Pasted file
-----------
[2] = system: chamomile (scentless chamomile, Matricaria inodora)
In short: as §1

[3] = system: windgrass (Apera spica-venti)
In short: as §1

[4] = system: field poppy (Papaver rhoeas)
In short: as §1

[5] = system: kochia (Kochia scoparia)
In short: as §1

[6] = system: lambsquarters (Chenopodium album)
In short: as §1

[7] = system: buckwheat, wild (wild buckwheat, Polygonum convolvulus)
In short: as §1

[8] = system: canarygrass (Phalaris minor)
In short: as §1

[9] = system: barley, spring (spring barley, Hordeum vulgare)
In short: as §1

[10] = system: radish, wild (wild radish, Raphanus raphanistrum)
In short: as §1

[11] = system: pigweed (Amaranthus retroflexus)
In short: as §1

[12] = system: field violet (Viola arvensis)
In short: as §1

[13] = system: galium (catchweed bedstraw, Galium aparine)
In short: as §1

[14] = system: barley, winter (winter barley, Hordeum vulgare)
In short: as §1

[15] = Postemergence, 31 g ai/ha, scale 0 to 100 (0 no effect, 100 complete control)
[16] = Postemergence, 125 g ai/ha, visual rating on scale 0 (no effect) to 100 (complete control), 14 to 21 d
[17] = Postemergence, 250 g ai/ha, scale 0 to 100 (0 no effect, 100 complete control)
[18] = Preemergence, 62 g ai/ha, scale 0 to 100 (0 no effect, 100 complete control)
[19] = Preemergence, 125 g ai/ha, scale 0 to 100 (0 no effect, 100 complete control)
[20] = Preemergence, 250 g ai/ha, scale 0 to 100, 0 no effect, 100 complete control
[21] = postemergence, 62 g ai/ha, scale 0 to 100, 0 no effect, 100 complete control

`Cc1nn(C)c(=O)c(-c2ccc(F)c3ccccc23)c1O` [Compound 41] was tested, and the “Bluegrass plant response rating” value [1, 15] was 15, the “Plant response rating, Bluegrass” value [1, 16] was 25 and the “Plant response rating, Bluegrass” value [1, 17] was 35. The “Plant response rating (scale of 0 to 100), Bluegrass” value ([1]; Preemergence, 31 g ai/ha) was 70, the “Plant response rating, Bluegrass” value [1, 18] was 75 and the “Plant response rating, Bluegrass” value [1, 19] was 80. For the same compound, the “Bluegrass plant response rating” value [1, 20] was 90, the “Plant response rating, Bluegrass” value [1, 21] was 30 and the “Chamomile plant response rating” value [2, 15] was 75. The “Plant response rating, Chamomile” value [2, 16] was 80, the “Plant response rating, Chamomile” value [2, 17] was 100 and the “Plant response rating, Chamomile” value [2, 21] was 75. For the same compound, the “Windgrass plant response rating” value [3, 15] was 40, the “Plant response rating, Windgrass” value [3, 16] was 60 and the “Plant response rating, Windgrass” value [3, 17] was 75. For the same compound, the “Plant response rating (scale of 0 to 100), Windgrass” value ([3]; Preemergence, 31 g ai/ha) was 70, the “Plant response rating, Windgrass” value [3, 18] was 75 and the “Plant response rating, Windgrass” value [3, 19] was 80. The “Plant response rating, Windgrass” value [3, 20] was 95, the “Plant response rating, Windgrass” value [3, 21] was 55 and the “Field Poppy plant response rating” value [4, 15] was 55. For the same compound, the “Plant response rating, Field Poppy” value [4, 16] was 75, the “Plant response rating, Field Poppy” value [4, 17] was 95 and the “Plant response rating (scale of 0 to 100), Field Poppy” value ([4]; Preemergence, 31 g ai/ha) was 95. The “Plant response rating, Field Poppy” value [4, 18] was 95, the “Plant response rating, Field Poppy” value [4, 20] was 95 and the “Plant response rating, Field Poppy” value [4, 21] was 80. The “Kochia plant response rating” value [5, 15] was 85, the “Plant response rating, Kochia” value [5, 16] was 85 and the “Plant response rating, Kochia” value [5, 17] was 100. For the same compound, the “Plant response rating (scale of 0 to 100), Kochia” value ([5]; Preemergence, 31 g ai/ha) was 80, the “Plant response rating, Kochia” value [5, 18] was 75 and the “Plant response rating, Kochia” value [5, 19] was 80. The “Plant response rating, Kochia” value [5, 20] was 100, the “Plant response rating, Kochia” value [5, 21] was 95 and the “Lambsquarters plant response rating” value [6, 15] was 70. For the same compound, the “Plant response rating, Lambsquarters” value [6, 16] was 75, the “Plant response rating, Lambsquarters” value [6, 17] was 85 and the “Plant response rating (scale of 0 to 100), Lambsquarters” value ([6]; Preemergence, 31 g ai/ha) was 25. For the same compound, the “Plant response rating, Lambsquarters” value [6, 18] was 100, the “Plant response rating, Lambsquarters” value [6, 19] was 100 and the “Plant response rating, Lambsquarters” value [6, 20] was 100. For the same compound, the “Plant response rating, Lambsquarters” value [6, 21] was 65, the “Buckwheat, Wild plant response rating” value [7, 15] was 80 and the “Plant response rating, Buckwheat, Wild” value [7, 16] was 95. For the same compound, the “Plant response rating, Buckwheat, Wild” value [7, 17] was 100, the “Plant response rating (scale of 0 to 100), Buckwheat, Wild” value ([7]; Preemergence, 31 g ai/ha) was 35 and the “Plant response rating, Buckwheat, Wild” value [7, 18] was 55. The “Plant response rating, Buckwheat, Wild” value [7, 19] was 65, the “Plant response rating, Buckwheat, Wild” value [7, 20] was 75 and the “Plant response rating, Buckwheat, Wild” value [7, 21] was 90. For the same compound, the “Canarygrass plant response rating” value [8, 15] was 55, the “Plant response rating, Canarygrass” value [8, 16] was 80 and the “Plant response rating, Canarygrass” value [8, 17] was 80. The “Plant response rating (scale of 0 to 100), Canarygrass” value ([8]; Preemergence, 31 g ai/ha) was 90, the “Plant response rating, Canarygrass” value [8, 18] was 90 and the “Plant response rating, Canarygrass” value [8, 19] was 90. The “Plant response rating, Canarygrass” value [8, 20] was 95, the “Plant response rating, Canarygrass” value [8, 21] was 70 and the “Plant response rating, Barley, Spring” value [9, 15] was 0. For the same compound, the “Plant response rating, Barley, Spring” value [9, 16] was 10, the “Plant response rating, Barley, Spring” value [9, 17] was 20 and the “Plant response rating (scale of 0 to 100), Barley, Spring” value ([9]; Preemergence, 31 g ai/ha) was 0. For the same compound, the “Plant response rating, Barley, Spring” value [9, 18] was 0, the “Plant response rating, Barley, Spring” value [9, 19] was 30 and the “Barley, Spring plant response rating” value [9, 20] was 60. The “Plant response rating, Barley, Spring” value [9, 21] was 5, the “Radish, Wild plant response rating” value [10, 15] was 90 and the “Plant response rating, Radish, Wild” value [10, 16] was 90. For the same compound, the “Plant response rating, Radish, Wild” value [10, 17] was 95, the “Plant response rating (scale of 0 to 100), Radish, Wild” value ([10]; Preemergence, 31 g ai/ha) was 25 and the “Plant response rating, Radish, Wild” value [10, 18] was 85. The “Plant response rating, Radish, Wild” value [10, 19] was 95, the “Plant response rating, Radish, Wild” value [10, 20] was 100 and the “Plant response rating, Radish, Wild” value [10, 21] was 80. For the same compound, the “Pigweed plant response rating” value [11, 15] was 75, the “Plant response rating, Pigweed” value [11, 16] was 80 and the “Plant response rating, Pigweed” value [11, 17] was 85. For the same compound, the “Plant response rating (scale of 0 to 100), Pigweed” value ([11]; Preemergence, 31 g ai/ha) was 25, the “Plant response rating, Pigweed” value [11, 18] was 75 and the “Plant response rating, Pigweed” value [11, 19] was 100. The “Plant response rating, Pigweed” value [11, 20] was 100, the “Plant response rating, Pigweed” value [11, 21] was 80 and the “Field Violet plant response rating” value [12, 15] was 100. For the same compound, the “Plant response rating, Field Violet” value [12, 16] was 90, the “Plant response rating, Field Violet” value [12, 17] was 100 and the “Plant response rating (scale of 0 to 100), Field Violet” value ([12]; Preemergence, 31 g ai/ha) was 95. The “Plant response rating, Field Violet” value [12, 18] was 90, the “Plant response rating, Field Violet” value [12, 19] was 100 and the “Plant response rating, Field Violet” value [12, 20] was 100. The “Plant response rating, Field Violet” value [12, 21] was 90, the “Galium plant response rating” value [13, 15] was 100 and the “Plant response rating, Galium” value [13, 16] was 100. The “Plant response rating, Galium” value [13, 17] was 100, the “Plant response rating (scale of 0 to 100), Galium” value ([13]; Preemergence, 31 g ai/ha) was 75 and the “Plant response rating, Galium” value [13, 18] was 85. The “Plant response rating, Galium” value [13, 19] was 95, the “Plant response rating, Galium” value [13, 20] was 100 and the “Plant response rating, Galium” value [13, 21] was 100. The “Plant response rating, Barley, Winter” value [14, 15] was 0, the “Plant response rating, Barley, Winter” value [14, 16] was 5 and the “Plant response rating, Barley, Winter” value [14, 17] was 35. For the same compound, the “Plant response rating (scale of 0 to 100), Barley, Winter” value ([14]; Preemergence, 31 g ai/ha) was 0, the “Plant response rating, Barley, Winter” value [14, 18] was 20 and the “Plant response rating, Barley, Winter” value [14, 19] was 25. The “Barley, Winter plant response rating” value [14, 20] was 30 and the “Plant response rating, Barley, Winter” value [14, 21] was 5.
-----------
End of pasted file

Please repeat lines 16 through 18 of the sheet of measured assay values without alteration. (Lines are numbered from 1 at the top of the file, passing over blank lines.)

In short: as §1

[10] = system: radish, wild (wild radish, Raphanus raphanistrum)
In short: as §1